Protection for the Self-Employed Tech/Therapist


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Lost and happy geek!
Sep 4, 2004
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Swindon, England

As people we are generally not very good at planning our financial futures, particularly the long-term future, but when you’re self-employed it is incredibly important and this article is intended to show you how simple it can be.​

If you are living with parents and have no dependants then your priority is to save some money and spend the rest! For the rest of this article I am assuming you are living away from parents and have dependants (partner and/or children).​

So, Protection – what do most of us think that word means in the context of our jobs? Personal safety around clients? Protecting our business name from competitors? Nope, I’m talking about protecting your family’s financial security if you are no longer there to do it. We all insure our cars, houses and work equipment, but how many of us insure our own lives?​

If you have a mortgage most lenders will insist on Life Assurance to cover the outstanding loan, but that is only half the story. Think about your bills on top of your mortgage: council tax, utility bills, food, the running costs of your car, etc. Even without your mortgage to pay the running costs of your home and life are significant. Now if you or your partner died without their life being financially protected imagine the burden left on the other.​

Term Assurance is a cheap and effective way of providing money for your family in the event of your death. You pay a monthly amount, typically £12 per month for a female 30 year old non-smoker, and if you die within the term the company pay the amount you chose as the sum assured (£250,000 in this example). If you get to the end of the term the company keep the money! Another benefit is that often the policy will pay the sum assured if you contract a life-threatening illness or condition such as cancer or heart disease, but that depends on the plan you choose. It’s such an easy way of ensuring that your family are financially secure. There are policies where you get money back at the end, but they can be more expensive.​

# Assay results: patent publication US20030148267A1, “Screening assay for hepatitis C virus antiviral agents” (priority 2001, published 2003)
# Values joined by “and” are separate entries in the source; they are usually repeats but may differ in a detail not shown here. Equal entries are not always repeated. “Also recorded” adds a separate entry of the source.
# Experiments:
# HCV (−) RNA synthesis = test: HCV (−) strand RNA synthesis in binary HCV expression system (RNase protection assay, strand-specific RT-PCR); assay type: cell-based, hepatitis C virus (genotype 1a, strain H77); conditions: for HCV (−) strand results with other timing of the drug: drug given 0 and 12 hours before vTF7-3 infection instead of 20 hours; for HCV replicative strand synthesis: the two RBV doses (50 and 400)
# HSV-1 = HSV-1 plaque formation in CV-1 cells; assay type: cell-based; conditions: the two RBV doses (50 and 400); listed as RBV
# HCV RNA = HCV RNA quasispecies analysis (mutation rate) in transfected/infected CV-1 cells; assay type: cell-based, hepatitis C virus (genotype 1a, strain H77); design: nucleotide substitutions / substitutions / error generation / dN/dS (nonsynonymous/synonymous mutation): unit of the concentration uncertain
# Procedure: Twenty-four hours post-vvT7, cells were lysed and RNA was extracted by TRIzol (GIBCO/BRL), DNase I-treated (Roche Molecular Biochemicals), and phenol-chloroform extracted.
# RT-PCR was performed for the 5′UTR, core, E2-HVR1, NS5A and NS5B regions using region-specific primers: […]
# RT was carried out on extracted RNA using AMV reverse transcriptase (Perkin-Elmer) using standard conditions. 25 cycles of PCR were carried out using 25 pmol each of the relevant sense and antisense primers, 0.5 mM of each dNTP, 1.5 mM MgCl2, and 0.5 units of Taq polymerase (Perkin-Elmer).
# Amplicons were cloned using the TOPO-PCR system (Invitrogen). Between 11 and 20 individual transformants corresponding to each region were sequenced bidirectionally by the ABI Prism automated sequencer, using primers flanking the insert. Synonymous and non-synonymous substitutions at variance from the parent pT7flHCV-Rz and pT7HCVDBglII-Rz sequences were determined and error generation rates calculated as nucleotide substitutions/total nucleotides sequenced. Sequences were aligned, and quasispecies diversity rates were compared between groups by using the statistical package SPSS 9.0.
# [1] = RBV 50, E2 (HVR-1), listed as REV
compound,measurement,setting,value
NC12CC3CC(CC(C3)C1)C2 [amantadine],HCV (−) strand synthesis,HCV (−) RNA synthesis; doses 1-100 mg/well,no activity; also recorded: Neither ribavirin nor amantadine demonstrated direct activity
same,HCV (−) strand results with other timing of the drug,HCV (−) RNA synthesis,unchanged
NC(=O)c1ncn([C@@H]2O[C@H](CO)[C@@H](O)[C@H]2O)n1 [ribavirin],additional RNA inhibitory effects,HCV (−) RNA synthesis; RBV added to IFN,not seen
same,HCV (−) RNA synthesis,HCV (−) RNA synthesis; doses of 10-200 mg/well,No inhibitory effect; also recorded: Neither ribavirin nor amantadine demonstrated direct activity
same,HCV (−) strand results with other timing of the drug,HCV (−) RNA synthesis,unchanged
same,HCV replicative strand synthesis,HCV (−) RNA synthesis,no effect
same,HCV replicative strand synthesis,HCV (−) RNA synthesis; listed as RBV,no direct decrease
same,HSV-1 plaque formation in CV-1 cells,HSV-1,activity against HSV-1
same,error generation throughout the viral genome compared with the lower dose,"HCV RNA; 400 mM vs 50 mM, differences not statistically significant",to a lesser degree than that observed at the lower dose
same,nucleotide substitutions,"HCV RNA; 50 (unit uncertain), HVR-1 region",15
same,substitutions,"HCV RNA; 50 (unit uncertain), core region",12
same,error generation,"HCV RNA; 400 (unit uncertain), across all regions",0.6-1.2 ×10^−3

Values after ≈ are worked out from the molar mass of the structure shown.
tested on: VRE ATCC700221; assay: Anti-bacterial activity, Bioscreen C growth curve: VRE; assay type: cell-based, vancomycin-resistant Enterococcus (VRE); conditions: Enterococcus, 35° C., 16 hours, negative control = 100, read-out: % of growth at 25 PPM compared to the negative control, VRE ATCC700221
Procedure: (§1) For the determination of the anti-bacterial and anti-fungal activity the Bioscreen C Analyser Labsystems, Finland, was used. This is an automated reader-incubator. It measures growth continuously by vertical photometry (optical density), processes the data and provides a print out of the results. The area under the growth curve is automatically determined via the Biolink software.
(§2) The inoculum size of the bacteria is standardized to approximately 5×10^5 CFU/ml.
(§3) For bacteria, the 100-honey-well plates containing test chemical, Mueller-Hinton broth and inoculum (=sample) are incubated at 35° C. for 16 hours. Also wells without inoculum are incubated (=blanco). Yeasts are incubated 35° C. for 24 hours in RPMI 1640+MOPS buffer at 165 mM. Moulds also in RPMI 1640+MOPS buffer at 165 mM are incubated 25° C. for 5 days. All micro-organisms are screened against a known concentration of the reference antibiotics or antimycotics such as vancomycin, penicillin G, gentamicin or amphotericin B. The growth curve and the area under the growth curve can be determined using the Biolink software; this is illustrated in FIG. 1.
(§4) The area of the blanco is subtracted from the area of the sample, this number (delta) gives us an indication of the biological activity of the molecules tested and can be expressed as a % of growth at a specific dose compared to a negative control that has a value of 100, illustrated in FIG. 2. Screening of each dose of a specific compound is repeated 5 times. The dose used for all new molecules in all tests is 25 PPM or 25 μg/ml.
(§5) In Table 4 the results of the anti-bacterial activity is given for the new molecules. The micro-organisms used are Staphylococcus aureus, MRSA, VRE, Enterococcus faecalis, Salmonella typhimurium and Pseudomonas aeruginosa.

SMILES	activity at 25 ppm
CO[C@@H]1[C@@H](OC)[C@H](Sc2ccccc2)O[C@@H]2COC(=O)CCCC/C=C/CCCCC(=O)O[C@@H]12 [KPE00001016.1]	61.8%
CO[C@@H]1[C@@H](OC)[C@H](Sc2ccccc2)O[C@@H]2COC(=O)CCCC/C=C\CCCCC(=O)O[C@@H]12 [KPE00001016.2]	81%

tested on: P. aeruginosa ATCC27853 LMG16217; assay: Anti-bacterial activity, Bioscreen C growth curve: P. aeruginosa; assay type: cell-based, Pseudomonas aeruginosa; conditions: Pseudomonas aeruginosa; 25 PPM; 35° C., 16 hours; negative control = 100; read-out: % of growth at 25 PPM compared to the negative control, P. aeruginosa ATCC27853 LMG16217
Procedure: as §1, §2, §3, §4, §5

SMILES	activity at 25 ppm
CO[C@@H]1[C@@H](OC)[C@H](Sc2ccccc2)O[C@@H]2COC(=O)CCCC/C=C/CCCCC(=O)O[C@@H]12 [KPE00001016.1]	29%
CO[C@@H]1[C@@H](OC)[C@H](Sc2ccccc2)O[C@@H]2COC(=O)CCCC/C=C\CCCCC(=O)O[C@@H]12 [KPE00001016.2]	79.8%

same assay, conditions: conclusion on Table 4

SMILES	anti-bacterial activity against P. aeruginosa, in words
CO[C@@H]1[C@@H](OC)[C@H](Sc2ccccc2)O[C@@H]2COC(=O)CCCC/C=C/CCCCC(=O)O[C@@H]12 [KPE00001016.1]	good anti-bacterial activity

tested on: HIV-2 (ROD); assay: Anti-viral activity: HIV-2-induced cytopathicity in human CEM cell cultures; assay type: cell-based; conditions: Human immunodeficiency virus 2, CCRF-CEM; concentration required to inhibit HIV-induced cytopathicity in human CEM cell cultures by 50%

The other part of the future that we often neglect is pension planning. Traditionally pension contributions were expensive and restrictive, but recent legislation has changed that. All pension providers now have to offer a Stakeholder Pension Plan – it’s a no-frills policy designed for people on lower incomes, so the minimum contributions are lower (typically starting at a minimum of £20 invested either monthly or annually). Obviously the more you put in the more you get back when you retire, but having a flexible policy that you can contribute as much as you can afford to is a good place to start! Another benefit of some Stakeholder Plans is that you can increase or decrease the contributions when it suits your circumstances.​

Before you dismiss this as something that applies to other people, please just read this little tale which happened to one of my clients. Her husband was self-employed and she took little interest in the family finances. He died suddenly 3 weeks ago aged 59 and she is has found out since he died that he had no life assurance, no pension arrangements, had personal debt and had re-mortgaged the house (without life assurance to cover it). She now has her house up for sale and she has no money to live day to day (she told me this while I was soaking her nails off as she can no longer afford them). If her house sells she will just about make enough money to pay the debts. So, at 57 she finds herself with no financial security as well as nowhere to live and no prospect of a comfortable retirement. The saddest part of it all is that the prime emotion she feels towards her late husband is anger that he could leave her in such a mess. Losing a family member is hard enough without having the stress of not knowing how you’re going to survive financially.​

This kind of financial planning isn’t complicated or expensive and can all be done on-line! Lastly, in my experience stick to the more well-known providers.​

I hope this helps you feel more informed.​

Note: This article is not intended to replace the advice offered by a Financial Advisor, and I cannot offer advice on a particular companies products. It is generic advice intended as a guide.

Excellent advice, something everyone should be aware of.

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